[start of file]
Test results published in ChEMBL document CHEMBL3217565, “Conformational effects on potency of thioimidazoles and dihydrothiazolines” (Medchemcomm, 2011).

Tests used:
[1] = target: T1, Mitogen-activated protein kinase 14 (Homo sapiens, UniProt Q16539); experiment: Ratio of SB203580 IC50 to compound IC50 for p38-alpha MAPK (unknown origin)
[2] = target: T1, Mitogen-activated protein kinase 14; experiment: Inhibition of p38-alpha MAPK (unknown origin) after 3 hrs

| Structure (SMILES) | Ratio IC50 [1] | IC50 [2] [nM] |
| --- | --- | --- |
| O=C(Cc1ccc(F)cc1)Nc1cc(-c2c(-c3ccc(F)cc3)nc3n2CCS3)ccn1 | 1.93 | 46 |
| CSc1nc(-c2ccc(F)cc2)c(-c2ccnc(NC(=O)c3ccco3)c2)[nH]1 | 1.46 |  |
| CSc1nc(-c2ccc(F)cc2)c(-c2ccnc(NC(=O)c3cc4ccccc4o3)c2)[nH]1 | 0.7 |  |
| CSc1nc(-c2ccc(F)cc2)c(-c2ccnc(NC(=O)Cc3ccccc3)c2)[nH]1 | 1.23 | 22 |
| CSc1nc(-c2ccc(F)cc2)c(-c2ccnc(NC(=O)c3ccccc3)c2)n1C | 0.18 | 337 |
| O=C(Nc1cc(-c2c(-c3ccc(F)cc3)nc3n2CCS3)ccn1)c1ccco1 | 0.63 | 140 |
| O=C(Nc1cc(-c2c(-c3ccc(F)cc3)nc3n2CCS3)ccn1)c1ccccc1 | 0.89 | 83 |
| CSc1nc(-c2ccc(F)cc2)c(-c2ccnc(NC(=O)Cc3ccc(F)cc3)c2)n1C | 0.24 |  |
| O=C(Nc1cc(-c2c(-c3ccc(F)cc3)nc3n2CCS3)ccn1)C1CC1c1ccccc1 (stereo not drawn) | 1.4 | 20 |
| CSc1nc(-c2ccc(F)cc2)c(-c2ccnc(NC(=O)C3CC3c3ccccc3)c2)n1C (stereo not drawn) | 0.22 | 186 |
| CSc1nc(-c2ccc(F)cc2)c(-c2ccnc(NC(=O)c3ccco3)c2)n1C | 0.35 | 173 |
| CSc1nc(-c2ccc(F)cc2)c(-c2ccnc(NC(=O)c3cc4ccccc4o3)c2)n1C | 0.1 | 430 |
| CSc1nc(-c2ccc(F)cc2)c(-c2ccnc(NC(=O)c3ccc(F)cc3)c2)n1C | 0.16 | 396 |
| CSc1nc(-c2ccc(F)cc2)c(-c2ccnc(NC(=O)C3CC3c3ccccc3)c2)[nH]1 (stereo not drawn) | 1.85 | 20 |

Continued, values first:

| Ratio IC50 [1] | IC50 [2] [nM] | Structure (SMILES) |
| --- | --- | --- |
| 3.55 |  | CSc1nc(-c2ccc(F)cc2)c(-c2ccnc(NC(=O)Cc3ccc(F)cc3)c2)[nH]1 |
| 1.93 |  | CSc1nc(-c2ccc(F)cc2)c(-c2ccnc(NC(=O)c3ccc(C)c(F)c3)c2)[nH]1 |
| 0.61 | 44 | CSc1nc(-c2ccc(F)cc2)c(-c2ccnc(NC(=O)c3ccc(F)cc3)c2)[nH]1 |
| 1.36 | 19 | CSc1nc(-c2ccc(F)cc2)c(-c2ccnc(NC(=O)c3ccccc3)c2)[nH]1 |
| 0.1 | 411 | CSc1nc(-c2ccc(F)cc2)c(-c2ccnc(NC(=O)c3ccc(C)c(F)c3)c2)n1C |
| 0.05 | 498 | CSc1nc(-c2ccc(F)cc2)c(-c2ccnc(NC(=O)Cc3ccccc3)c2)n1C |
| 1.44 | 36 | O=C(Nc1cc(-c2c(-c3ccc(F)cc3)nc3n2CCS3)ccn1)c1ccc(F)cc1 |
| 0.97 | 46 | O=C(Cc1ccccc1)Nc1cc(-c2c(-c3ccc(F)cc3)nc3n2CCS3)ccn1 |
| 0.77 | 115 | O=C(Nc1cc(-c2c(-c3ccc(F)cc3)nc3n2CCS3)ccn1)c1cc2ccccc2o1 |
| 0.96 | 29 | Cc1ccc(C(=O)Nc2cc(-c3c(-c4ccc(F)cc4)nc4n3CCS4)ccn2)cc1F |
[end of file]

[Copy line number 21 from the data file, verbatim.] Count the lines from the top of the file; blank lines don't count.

Continued, values first: